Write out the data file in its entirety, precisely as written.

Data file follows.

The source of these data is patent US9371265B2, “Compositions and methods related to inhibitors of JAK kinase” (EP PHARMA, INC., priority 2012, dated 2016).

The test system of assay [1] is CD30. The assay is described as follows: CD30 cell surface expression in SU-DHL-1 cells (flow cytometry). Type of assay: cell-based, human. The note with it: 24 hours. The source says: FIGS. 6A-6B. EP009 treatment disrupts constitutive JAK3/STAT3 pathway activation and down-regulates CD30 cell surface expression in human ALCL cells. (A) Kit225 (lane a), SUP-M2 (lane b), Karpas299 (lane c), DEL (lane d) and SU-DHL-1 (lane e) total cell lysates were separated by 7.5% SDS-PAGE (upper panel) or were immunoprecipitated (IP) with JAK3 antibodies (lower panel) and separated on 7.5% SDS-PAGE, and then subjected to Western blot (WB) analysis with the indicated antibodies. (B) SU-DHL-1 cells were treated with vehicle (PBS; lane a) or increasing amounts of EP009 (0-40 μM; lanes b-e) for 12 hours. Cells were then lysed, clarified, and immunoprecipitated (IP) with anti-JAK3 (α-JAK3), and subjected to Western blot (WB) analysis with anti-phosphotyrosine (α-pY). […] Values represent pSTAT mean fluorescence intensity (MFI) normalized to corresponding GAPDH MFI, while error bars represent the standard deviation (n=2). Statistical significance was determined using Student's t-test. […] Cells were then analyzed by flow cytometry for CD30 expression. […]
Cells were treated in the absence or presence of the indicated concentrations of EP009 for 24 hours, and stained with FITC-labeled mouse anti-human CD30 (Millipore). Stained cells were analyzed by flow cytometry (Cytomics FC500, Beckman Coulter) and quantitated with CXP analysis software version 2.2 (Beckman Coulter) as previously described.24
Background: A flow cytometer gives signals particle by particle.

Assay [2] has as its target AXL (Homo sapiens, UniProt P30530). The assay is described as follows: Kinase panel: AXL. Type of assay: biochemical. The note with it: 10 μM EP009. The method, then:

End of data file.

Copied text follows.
The source of these data is patent US9371265B2, “Compositions and methods related to inhibitors of JAK kinase” (EP PHARMA, INC., priority 2012, dated 2016).

The test system of assay [1] is CD30. The assay is described as follows: CD30 cell surface expression in SU-DHL-1 cells (flow cytometry). Type of assay: cell-based, human. The note with it: 24 hours. The source says: FIGS. 6A-6B. EP009 treatment disrupts constitutive JAK3/STAT3 pathway activation and down-regulates CD30 cell surface expression in human ALCL cells. (A) Kit225 (lane a), SUP-M2 (lane b), Karpas299 (lane c), DEL (lane d) and SU-DHL-1 (lane e) total cell lysates were separated by 7.5% SDS-PAGE (upper panel) or were immunoprecipitated (IP) with JAK3 antibodies (lower panel) and separated on 7.5% SDS-PAGE, and then subjected to Western blot (WB) analysis with the indicated antibodies. (B) SU-DHL-1 cells were treated with vehicle (PBS; lane a) or increasing amounts of EP009 (0-40 μM; lanes b-e) for 12 hours. Cells were then lysed, clarified, and immunoprecipitated (IP) with anti-JAK3 (α-JAK3), and subjected to Western blot (WB) analysis with anti-phosphotyrosine (α-pY). […] Values represent pSTAT mean fluorescence intensity (MFI) normalized to corresponding GAPDH MFI, while error bars represent the standard deviation (n=2). Statistical significance was determined using Student's t-test. […] Cells were then analyzed by flow cytometry for CD30 expression. […]
Cells were treated in the absence or presence of the indicated concentrations of EP009 for 24 hours, and stained with FITC-labeled mouse anti-human CD30 (Millipore). Stained cells were analyzed by flow cytometry (Cytomics FC500, Beckman Coulter) and quantitated with CXP analysis software version 2.2 (Beckman Coulter) as previously described.24
Background: A flow cytometer gives signals particle by particle.

Assay [2] has as its target AXL (Homo sapiens, UniProt P30530). The assay is described as follows: Kinase panel: AXL. Type of assay: biochemical. The note with it: 10 μM EP009. The method, then: